Kansas Moves Closer to Intelligent Design Curriculum

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A move to adopt guidelines encouraging Kansas schools to teach an alternative to the theory of evolution — intelligent design — gains momentum. The Kansas Board of Education has approved a draft of new science standards proposed by supporters of intelligent design. Approval is expected in October.


This is MORNING EDITION from NPR News. I'm Linda Wertheimer.


And I'm Steve Inskeep.

Kansas is one step closer to adopting guidelines that encourage students and teachers to question evolution. This week the Kansas Board of Education approved a draft of new science standards proposed by supporters of intelligent design. They believe the complexity of life shows evidence that it's the intentional work of a creator. NPR's Greg Allen reports.

GREG ALLEN reporting:

While the new Kansas science standards don't include intelligent design, they go further than any state guidelines so far in raising questions about evolution. They say students should, quote, "learn about areas where scientists are raising scientific questions about the theory." They also make some suggestions about where to look. Board member Sue Gamble, who opposes the changes, says many of the ideas incorporated in the standards come directly from writings on intelligent design.

Ms. SUE GAMBLE (Kansas Board of Education): The controversy about the Cambrian explosion; there is no controversy about the Cambrian explosion within general science. It is all within intelligent design.

ALLEN: The draft guidelines approved this week in Kansas now go to an outside company for independent review but are expected to be approved in some form as early as October. When that happens, Gamble says, Kansas will have what she calls the most radical definition of science in the world.

Ms. GAMBLE: The biggest thing that has changed is the nature of science has been changed to include logical explanations that may not be natural. If they're not natural, seems to me they have to be supernatural, and once you have crossed that, then you are in the realm of religion.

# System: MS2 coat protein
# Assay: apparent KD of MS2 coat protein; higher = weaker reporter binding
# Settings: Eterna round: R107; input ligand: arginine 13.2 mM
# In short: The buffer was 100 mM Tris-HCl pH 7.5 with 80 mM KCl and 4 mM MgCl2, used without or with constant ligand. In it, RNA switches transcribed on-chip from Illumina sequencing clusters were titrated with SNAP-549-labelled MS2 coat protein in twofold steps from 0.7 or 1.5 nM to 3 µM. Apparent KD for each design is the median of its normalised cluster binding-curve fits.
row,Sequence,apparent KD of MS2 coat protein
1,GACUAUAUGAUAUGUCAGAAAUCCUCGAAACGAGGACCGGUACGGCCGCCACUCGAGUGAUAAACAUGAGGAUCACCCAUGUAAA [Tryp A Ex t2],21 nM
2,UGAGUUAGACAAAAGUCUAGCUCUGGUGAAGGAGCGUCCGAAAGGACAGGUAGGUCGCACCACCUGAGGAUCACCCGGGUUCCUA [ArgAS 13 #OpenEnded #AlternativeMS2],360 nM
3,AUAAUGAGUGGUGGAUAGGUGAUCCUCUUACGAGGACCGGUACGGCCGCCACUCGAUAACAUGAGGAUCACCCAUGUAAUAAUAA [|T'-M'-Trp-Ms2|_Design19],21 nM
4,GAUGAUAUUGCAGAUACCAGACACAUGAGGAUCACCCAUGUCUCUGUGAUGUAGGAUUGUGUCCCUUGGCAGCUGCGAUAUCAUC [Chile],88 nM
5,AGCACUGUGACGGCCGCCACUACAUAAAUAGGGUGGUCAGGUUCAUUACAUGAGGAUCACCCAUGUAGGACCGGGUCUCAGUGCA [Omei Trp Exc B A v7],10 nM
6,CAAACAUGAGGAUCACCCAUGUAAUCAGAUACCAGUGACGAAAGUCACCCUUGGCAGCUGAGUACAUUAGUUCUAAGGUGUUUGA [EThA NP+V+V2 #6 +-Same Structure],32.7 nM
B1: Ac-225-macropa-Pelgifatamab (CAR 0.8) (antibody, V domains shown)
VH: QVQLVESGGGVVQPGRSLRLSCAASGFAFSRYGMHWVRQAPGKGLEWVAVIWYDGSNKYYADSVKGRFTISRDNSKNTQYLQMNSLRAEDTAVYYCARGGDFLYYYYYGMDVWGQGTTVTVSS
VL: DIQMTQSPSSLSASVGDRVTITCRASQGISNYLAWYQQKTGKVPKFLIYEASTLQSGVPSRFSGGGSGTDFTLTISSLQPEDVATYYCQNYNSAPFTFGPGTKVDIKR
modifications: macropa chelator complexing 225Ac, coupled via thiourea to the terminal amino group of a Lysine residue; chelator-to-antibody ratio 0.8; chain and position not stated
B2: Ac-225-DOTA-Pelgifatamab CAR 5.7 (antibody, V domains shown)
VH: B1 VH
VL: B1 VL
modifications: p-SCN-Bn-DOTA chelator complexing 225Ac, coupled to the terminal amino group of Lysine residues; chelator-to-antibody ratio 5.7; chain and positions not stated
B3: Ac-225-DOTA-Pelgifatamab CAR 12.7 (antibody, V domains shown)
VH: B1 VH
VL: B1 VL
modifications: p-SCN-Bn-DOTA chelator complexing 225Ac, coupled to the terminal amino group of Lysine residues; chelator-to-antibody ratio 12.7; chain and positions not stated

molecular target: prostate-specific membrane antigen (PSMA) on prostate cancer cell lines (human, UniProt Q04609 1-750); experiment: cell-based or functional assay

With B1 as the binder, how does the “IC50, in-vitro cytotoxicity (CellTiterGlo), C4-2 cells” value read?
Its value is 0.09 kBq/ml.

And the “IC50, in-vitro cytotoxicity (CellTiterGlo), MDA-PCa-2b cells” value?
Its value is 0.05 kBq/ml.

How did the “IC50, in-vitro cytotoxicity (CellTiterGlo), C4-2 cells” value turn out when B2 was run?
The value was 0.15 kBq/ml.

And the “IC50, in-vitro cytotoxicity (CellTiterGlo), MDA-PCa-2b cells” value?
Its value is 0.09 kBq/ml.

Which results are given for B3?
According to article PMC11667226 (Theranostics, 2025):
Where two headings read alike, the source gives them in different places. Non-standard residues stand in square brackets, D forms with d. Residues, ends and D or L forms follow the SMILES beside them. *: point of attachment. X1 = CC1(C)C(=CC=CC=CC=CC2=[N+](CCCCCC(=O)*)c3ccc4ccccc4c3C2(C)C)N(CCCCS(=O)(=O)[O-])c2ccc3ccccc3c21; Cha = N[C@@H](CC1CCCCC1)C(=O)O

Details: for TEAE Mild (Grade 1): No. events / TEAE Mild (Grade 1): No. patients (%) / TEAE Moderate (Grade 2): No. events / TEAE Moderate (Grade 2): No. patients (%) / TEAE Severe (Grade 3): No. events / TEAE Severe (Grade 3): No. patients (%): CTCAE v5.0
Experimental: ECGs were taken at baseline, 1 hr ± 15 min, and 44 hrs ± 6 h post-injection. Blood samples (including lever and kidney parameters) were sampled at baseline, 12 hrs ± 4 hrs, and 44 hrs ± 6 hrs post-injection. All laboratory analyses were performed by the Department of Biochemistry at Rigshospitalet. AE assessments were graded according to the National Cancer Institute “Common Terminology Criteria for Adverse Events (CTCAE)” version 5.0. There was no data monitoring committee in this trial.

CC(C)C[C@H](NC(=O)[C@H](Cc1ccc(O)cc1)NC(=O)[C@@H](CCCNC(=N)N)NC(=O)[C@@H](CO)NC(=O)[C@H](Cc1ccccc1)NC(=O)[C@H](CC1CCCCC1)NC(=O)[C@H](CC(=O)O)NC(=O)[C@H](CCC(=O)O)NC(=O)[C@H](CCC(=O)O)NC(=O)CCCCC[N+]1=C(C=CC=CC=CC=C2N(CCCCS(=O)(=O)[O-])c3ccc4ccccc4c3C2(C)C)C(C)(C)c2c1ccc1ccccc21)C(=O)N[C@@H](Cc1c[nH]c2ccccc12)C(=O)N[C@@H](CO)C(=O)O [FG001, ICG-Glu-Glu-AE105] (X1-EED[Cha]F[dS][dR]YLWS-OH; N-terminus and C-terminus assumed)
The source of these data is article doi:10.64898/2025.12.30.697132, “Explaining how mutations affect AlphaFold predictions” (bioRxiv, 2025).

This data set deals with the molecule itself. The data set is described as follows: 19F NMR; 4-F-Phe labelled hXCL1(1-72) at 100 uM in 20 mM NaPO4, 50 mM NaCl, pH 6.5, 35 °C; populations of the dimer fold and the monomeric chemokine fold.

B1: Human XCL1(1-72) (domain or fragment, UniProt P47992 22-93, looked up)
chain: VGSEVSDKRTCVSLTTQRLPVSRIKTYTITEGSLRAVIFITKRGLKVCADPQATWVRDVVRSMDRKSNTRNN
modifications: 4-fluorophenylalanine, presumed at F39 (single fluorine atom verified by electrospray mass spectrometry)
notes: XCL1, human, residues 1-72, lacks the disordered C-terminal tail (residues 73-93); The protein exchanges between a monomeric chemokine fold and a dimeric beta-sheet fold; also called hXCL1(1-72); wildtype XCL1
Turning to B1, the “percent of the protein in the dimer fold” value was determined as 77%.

ALLEN: Supporters of the changes, who make up a six-to-four majority on Kansas' elected school board, take a less dramatic view of the new standards. Board member Kathy Martin says they're merely intended to allow teachers to discusss alternate theories to evolution without fear of repercussion.

Ms. KATHY MARTIN (Kansas Board of Education): If the teacher has had any apprehension about teaching controversy about evolution or any of the things that contradict evolution, they now should understand that it's perfectly OK here in Kansas to teach evolution and both sides of the controversy, either evidence that supports it or evidence that refutes it.

ALLEN: The debate over how evolution should be taught in the schools is happening not just in Kansas. It's going on in school boards and legislatures all over the country. And in this case, John Calvert, a lawyer and founder of the Intelligent Design Network, says he believes Kansas will lead the way.

Mr. JOHN CALVERT (Founder, Intelligent Design Network): When history is written, 10, 15 years from now, it will show Kansas on the cutting edge of, you know, a new teaching paradigm.

ALLEN: Evolution proponents are already predicting a political backlash when school board members come up for re-election next year. That's exactly what happened after Kansas adopted similar changes to science standards in 1999. But those standards were pushed by creationists. This time around, it's intelligent design that's being presented as an alternate to evolution. And a recent poll conducted by The Kansas City Star shows a lot of support in Kansas for alternate theories. Nearly half of those polled supported either creationism or intelligent design. Only about a quarter said they favored evolution. Greg Allen, NPR News, Kansas City.

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